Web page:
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Evaluation - Parent Interview

Posted by on Mar. 8, 2013 at 9:55 AM
  • 9 Replies

My sons developmental evaluation is coming up next week, and my husband and I want to discuss the behaviors that we're witnessing from him beforehand to ensure that we're on the same page and giving the most accurate information. 

I remember during his early intervention evaluation, I had a difficult time answering some of the questions on the spot, but I thought of better answers to have given later on after it was too late. I'd like to try to avoid that this time around. 

Can anyone fill me in on what kinds of things are going to be discussed during the parent interview portion of his evaluation? Or better yet, is there any chance that there is a link to a sample interview or an example of a parent interview online? 

Thank you so much for your help and support! 

by on Mar. 8, 2013 at 9:55 AM
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by Silver Member on Mar. 8, 2013 at 10:21 AM

I haven't heard of a sample, but DH and I found it easier to make our own lists beforehand.

Its true that when you are put on the spot, it is hard to remember everything.

Literally, think of what a typical day with your son is like. How does he act when its time to run errands, in the car, at the park, with family, etc.

Also write down any and all questions you may have. There is literally no such thing as too much information when evaluating kids.

I'm not sure what health history your son has. But literally if he has had any, write it down beforehand. My son was a preemie and spent the first 2 years in the hospital all the time. I forgot a few important things at the initial evaluation and had to call later to add them. Good luck.

by Dawn on Mar. 8, 2013 at 10:34 AM

One of the best things you can do for your son is to establish a good working relationship between yourself and his teachers along with therapists. Sharing your observations and concerns with them can help you help your son reach his full potential in life. They can be a good source of information to help your son on the different techniques out there. Teachers are required to take so many continuing education or college credit hours per year as required by Federal law.


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by Jen on Mar. 8, 2013 at 2:52 PM
I would start by writing down some of your concerns, that way you aren't forgetting anything.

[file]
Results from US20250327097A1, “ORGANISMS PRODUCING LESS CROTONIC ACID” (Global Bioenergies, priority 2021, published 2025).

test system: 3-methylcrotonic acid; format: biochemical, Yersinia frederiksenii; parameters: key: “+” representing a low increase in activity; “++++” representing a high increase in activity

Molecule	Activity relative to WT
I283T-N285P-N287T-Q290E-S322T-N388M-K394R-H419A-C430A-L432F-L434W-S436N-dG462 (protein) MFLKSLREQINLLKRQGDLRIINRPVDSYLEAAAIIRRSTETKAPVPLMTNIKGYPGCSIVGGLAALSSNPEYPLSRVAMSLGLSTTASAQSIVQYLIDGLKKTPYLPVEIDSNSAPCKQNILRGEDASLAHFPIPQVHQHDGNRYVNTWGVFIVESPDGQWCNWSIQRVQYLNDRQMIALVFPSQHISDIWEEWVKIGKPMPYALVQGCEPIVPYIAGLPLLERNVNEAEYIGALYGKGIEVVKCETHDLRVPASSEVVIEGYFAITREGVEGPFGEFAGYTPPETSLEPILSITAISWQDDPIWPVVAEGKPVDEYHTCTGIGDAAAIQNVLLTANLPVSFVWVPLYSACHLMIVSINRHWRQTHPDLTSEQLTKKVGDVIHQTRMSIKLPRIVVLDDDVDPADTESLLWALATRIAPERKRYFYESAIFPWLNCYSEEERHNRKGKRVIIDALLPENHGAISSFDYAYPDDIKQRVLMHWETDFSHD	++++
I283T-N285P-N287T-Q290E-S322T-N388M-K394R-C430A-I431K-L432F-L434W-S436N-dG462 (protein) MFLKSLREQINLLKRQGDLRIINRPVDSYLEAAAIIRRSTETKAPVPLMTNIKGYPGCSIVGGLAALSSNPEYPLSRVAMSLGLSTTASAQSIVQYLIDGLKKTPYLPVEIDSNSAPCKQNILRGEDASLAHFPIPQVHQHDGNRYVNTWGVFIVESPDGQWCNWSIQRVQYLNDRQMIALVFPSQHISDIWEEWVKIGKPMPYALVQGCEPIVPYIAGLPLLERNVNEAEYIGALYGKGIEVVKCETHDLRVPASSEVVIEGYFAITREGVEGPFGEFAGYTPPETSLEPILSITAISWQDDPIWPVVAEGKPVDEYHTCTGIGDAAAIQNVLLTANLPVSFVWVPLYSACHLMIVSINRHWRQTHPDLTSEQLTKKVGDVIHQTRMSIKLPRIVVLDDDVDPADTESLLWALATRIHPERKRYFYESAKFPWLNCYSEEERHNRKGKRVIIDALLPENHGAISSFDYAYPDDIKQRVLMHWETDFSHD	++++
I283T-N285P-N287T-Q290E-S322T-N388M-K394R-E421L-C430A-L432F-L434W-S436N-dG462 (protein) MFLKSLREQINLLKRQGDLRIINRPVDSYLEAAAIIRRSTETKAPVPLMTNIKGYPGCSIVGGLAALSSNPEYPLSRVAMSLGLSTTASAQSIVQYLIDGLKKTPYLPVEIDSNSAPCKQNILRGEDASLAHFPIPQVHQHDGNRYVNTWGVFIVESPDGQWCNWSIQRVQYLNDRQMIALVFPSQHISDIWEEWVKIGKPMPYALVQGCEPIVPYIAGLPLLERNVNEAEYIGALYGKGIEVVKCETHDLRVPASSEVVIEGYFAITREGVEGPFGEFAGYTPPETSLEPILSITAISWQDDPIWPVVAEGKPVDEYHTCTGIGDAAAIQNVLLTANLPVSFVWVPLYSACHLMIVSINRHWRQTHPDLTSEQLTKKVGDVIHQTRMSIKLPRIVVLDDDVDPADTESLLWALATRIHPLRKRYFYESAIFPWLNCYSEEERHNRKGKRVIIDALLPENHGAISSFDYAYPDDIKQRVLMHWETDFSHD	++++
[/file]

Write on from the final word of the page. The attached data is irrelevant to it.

I would think that they would ask you questions like, what is your family history, what was your pregnancy and delivery like, has your child ever been hospitalized or had any medical issues, stuff like that.

I'm making a document that I will title "parents perspective" and on it will be a picture of ds and a list of his strengths and a list of my concerns. I want it in his file before he goes for his evaluation.
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by Bronze Member on Mar. 8, 2013 at 3:26 PM

Everything! They asked me about my family tree, disorders or illnesses of any kind. Same for my husband. They asked me about my son from conception, pregnancy, birth, and present day. It is pretty intense, or at least it should be if they are doing their job right!

by Kari on Mar. 8, 2013 at 6:44 PM

If this is a school evaluation it is mandated by law that they give you a copy of what is to be discussed before the meeting in my state, I am not sure if it is a federal law. 

I make a check list for myself because my emotions make me forget every single thing I want to ask so I make a cheat sheet of every question and ask them all even if they seem silly once I am there :)

Maybe make a list of the behaviors that concern you too so you don't forget anything. Try not to worry, they are there to help your son and to help you too. My son is now in third grade and we work as a team to meet his needs and trouble shoot when there is a problem. I go out of my way to thank each and every person who attends the meetings and often write notes of thanks afterward. Teachers etc. never get the credit they deserve and you would be surprised how far a little gratitude and kindness will go. Good luck, you'll do great. Don't be surprised if you feel a little exhausted afterwards. It is an emotional thing to talk about your little boys issues. Let us know how it goes!! XO

by Darby on Mar. 8, 2013 at 7:11 PM

These ladies have some great ideas...hugs and good luck mama!

by on Mar. 8, 2013 at 9:51 PM

with us the place we went had a paper online for us to print out to fel out for are patent meeting we did before and wrote lots down.  also we had others wrote notes of what they had been seeing.  we wrote down what we had been seeing and had it wrote out frist to do it all for us help.  we also had a list of every worker that work with our son to give them to talk to also to get more from them also. we took in all we could with us also.. if we had it tape we took it also for them to see.  you can type in and check the interent for things also

by Platinum Member on Mar. 9, 2013 at 8:39 AM

I agree with McPhee on making separate lists and then comparing them. I would start now and every time you think of something new add to the list.  I know I remembered to say some things but forgot others during our EI eval. They use it as a starting point and from there they make their own assessments. It will be fine momma. 

by on Mar. 9, 2013 at 5:20 PM

Thanks so much for the great ideas and advice, everyone! I'll let you all know how it goes :) 

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